Germany needn’t fear common euro zone bonds
By Neil Unmack
The author is a Reuters Breakingviews columnist. The opinions expressed are his own.
Fears that Germany will have to underwrite the debt of other euro zone countries have pushed up the country’s bond yields in recent weeks. Common bonds would end the country’s days of super-cheap borrowing. But if it was part of a genuine fiscal union, funding costs need not go sky high.
Judging by current sovereign spreads, a common bond would be expensive. Since the bond would effectively combine the credit risk of the euro zone’s 17 different members, the yield should be the average of all the countries’ borrowing costs, adjusted for size of their economies. According to calculations by Thomson Reuters, the weighted average yield on 10-year debt is currently 5.1 percent – nearly three percentage points above Germany’s borrowing costs.
However, the current market panic means bond prices are hardly representative. The European Central Bank is not currently acting as a lender of last resort. Investors are pricing in the possibility that the euro will crack, and that some countries will revert to their national currencies.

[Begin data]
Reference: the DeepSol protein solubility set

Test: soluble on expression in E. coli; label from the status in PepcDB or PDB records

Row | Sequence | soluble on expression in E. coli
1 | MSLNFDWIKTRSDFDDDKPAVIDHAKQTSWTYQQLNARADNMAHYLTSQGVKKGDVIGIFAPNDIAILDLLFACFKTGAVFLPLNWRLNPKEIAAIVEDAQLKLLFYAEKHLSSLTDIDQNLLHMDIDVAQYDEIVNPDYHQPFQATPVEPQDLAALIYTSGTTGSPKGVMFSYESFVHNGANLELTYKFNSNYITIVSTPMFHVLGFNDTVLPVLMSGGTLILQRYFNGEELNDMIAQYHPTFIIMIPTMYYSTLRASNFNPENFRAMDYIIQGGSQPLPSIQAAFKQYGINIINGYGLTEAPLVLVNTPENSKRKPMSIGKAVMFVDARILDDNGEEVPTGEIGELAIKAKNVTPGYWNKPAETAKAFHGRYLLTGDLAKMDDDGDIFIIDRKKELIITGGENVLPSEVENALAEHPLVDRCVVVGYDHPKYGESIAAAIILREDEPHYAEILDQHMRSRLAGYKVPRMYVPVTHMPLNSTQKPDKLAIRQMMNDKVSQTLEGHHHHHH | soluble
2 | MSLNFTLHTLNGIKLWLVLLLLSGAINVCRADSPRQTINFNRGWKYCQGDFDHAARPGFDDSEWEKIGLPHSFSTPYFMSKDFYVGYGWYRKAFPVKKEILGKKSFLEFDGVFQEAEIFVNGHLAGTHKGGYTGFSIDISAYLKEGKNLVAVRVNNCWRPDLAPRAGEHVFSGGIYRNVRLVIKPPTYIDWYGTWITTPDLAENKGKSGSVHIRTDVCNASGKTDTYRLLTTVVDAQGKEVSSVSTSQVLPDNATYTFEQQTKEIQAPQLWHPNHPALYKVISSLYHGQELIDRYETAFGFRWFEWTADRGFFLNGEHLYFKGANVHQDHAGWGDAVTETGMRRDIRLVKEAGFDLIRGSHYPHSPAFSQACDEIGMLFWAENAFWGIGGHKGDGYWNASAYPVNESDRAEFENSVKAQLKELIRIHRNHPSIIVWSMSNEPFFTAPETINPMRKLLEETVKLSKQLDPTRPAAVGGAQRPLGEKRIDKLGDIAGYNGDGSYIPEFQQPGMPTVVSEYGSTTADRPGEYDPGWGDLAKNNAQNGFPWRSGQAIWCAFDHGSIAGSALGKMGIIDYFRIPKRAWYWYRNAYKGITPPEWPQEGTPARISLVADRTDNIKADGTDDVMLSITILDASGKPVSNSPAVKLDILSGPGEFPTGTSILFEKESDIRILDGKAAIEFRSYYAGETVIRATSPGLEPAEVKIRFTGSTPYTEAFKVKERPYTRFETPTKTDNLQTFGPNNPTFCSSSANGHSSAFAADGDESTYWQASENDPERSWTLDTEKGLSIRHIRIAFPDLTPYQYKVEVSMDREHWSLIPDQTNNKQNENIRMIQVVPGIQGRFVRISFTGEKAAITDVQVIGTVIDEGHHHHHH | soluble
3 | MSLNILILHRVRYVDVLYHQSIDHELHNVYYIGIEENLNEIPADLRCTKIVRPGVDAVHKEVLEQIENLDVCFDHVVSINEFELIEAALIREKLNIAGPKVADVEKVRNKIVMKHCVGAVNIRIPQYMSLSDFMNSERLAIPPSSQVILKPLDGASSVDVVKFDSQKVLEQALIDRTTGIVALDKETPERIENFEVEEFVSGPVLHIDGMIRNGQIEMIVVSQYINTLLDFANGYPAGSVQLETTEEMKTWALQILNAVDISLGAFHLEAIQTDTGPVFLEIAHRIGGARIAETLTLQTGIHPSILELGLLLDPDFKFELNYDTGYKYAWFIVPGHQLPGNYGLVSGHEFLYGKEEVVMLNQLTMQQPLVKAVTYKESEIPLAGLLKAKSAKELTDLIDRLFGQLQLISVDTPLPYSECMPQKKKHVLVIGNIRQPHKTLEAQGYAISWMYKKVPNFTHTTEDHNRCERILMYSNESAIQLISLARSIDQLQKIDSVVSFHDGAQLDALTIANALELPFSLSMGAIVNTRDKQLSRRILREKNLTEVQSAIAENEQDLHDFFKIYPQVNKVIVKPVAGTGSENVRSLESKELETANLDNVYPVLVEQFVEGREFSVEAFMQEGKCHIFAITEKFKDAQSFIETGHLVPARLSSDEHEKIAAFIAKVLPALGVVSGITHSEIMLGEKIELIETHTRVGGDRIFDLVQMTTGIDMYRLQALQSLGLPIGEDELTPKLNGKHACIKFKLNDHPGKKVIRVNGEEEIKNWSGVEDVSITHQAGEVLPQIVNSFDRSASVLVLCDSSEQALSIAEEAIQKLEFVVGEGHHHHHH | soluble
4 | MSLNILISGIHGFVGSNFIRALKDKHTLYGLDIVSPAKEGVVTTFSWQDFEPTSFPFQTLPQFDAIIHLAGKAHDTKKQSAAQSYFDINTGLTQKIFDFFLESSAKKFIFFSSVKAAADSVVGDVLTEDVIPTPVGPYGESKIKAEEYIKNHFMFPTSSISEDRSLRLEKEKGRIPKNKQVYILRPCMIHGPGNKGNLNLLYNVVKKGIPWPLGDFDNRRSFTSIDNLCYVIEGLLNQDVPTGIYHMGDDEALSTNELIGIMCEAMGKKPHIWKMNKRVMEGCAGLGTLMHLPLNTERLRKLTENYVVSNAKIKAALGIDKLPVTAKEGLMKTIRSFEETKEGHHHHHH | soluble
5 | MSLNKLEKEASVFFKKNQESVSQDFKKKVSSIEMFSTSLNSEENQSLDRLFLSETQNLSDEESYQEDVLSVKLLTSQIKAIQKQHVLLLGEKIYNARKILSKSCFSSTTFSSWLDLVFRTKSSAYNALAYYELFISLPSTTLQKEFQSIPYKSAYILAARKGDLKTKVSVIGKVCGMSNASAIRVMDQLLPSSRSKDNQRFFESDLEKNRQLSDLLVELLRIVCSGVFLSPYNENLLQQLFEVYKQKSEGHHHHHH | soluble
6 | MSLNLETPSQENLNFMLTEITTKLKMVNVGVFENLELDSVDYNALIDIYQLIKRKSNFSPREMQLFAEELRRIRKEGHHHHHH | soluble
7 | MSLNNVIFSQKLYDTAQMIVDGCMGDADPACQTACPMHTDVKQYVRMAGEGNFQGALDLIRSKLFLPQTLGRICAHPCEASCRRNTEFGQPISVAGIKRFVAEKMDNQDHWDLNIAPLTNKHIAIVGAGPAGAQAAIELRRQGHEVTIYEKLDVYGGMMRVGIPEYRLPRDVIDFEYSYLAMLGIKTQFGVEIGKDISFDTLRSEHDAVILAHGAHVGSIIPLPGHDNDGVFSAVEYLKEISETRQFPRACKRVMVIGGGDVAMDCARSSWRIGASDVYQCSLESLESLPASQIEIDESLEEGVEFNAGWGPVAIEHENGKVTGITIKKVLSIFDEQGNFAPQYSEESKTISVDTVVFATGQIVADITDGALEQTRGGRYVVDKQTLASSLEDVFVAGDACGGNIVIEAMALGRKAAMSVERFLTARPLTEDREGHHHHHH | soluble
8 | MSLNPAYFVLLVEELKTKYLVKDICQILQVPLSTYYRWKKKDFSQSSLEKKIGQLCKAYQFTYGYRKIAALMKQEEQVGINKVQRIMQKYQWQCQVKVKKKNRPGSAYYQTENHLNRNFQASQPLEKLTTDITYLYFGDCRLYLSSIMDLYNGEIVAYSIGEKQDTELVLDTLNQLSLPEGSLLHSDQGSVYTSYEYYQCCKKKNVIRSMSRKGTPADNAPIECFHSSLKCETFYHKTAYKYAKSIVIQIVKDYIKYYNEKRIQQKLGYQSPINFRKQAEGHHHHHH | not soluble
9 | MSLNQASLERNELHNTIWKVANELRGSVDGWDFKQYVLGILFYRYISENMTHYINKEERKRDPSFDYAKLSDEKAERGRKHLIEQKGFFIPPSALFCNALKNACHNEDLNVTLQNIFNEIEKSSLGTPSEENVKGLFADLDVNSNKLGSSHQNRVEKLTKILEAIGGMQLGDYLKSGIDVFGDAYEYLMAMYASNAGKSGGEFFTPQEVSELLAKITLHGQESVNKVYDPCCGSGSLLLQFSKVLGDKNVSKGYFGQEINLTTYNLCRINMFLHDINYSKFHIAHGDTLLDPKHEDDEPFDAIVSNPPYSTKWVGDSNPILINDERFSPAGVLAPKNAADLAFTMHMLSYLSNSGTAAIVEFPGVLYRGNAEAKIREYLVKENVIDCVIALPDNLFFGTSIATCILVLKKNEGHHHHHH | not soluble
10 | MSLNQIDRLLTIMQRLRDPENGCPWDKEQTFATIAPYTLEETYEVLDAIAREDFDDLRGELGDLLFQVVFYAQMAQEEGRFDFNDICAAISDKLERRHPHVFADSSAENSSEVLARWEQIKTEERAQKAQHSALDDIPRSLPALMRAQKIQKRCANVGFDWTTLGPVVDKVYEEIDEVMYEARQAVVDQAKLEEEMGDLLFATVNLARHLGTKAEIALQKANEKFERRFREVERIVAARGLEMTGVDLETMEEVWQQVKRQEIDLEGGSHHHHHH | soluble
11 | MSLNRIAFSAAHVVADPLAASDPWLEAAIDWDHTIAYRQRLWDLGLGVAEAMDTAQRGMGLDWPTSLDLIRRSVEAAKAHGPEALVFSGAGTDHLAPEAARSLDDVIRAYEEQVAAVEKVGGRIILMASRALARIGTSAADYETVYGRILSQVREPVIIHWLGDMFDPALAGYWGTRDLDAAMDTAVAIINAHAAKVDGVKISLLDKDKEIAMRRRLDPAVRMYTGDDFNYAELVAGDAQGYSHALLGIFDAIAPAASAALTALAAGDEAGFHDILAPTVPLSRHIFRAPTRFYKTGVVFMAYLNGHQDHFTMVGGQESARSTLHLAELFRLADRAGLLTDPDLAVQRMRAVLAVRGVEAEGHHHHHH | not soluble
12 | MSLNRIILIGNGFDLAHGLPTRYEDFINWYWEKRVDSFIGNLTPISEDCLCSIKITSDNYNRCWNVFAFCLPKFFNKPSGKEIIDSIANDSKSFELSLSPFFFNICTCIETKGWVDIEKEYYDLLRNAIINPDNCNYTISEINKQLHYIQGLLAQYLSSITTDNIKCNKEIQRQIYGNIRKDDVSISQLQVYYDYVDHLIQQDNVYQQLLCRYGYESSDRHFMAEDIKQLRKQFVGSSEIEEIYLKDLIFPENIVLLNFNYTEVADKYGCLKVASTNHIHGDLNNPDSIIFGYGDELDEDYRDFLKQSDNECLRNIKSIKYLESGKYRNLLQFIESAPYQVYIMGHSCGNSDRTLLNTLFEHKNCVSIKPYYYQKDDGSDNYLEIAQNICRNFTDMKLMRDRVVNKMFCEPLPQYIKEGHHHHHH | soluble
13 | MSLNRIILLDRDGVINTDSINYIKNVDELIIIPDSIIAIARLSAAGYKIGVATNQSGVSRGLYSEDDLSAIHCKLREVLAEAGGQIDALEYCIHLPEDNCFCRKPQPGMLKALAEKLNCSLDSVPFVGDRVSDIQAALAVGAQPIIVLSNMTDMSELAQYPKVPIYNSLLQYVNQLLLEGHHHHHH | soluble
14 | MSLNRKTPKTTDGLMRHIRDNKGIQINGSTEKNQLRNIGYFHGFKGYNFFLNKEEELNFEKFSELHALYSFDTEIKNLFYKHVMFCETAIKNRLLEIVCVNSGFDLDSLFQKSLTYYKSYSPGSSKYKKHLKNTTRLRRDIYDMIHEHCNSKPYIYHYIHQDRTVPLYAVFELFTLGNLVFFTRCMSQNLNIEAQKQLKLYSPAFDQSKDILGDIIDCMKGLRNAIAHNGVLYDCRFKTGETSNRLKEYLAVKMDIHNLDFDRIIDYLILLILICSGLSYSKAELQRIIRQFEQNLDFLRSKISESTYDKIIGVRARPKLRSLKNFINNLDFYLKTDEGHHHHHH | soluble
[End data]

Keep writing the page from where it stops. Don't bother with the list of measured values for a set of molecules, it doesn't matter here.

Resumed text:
If the euro zone truly embraced political union, investors might view it as a single economy. Its debt today would be 90 percent of GDP – similar to that of France. Though French borrowing costs are strained today, it has over the past 25 years paid an average of just 65 basis points more than Germany for 10-year debt.
Moreover, the market for euro zone bonds would be deeper and more liquid than for national debt. The euro would become a reserve currency to rival the dollar. And if governments agreed to greater fiscal integration, the ECB would have greater freedom to intervene.
Assume a liquidity benefit of between 10-20 basis points – in line with recent estimates by the European Commission – and the extra cost for Germany would be between 45 and 55 basis points. That’s hardly disastrous.
However, the risk is moral hazard. The euro zone might fail to adequately sanction governments. Investors might doze off again, as they did in the first years of the euro’s existence. The creditworthiness of the single euro zone might initially resemble France, but end up more like Italy. In that case, Germany would face a larger bill for surrendering its fiscal sovereignty. The hidden costs of a common bond could be far higher than the explicit ones.